MOVE over Ireland’s golden generation because the new kids on the block have started to deliver silver service.
Joe Schmidt saw his side crowned Six Nations kings on Saturday for the third time in five years and admitted nothing would compare with the first.
Ireland boss Joe Schmidt
But he will surely revise his opinion if the current crop adds to the silverware secured at the weekend by completing a Grand Slam against England at Twickenham.
When Schmidt took over in 2013 he could still count on stalwarts such as Brian O’Driscoll and Paul O’Connell.
They are just two of five Ireland players to have won more than 100 caps and, along with other legends such as Ronan O’Gara and John Hayes, were mainstays in the 2009 Grand Slam team.
Schmidt believes that the class of 2018 are of a similar stature.
Ireland rugby legends Paul O’Connell and Brian O’Driscoll
The Kiwi said: “By pure evidence of performance and results, I think you’d have to say so.
“Three in five years, there are some very consistent personnel during that period — Rory Best, Peter O’Mahony, Jonathan Sexton, Devin Toner, Cian Healy and Jack McGrath.
“There’s Conor Murray and Johnny Sexton obviously, they have been incredibly consistent, and so has Rob Kearney.
“Keith Earls — I am delighted for Keith Earls because he probably would have had two other ones but he was injured.
Rob Kearney in action against Scotland
“It’s fantastic for him to grab what he really deserves and then there’s this young crew.
“James Ryan doesn’t know what it’s like to lose a Six Nations.
“There’s kids like that who need to understand that this doesn’t happen very often. This is incredibly tough to do and the opportunity that exists next week is really precious.”
But Schmidt stopped short of saying Ryan was in O’Connell’s class even though the Leinster lock has, at 21, won a title when, at the same age, the Limerick man had yet to make his Ireland debut.
Schmidt said: “Look, I’d never weigh someone down with that weighty a label. Having worked with Paul O’Connell, he is exceptional. Was James Ryan exceptional on Saturday? Absolutely. Was he incredibly good against France? I believe he was.
Schmidt heaped praise on James Ryan
“Thirteen carries and 13 tackles on Saturday — to top those two counts is an outstanding performance from a very young man in the tight forward position.
“It’s not like he’s come in as a fleet-footed back like Jordan Larmour or Jacob Stockdale.
“You’re excited about what he’s delivering. I don’t mind putting that weight of responsibility on James and saying, ‘You’ve got to keep going forward James, because there’s other guys here’ — but I certainly wouldn’t label him with the world-class label of Paul O’Connell. Not just yet.”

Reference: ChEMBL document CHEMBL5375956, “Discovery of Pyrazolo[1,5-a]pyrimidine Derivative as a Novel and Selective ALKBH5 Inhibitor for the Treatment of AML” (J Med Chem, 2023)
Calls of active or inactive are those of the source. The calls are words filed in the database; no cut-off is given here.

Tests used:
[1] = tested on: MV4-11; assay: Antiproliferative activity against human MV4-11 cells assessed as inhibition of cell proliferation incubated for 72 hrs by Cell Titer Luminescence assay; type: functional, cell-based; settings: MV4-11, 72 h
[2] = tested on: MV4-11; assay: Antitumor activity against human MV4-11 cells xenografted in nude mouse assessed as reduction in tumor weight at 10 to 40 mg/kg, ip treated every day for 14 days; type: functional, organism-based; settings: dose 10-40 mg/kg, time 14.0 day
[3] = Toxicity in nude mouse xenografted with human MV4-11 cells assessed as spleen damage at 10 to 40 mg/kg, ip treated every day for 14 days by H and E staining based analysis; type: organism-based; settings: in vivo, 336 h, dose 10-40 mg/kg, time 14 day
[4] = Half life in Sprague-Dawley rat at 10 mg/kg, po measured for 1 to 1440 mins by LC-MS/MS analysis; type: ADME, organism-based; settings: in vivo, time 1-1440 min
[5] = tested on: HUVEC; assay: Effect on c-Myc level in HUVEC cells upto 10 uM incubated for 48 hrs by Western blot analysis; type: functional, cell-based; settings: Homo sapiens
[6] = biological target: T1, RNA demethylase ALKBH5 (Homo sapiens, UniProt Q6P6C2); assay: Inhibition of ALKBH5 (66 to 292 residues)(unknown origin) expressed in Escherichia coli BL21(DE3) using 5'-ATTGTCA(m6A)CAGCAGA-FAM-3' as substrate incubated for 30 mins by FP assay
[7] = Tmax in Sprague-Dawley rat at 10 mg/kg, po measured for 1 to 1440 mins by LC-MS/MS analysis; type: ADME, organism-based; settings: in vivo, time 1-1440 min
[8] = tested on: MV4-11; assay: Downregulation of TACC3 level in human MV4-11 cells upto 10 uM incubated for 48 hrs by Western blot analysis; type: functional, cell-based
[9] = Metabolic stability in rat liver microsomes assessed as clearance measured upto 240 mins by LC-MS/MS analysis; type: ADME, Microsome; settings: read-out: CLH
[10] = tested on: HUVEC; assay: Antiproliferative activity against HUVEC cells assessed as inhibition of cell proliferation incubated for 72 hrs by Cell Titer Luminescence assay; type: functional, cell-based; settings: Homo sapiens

But Ireland are being boosted by a new breed of players who were inspired by the exploits of O’Connell and Co almost a decade ago.
Dan Leavy said: “It was so long ago, I can’t really remember but it is always coming up on clips and stuff so it’d be special.”
Fellow 23-year-old Garry Ringrose added: “I was in second year in school. I think I just watched it with my family at the time. It would be amazing to be part of something like that.”
Schmidt was quick to praise both players.
Centre Ringrose was making his first Ireland appearance of the season after, first, a shoulder and, then, an ankle injury.
Garry Ringrose enjoyed a brilliant return to international duty
The coach beamed: “Ninety running metres, 11 tackles, a massive work ethic and a really smart performance in a lot of ways.
“I’m excited about some of the young guys who’ve come in. I thought Dan Leavy was big again and worked incredibly hard.
“He didn’t get it all right but there’s some fantastic things that were highly visible that he got absolutely nailed on.”
After O’Mahony was drafted in at the last minute to take Jamie Heaslip’s place against England last year, Leavy came off the bench to help Ireland deny Eddie Jones’s men the Grand Slam.
Ireland will now take on England with a Grand Slam in their sights
Flanker Leavy said: “The Irish-English games are huge regardless of what’s on the line.
“You always go out to win regardless of the situation. If we hadn’t won one game we were still going to go out to win.
“It’s huge and they will want to get one back at us after what we did last year.”
When told Ireland were looking to win in London and Paris in the same year for the first time since 1972, Leavy said: “You just made me really nervous. I’m only messing. It’s a game of rugby.
“There’s more on the line but it doesn’t change my approach. I will just go out and do the best I can. Hopefully we’ll get some silverware at the end.”
Jacob Stockdale crosses the line for his second try against Scotland on Saturday
Of course, that is already secure and Schmidt claimed, a little unconvincingly, that he would have settled for one Six Nations title in five seasons in charge when he was asked which of the three meant the most.
He harked back to the first because it was secured by Ireland in Paris rather than waiting on how England fared there, as was the case both in 2015 and now.
Schmidt said: “Dare I say it, 2014 is probably the most special because we won it the moment we finished the game. We won it with the guys on the pitch at the time.
“In 2015, we were in suits shouting at Ugo Antonio to keep the ball and not let it squirt out because England might score and the Championship could be lost so we are cheering on one team to beat another.
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“We had no control and Saturday was a little bit similar, the same two teams, to give us that clear air to go to Twickenham with the Championship.
“For me it is an incredible relief and incredibly satisfying because of how hard the players have worked and I’ll probably even broaden that to the management.
“Then there is the support we have in the Aviva, which again was super.”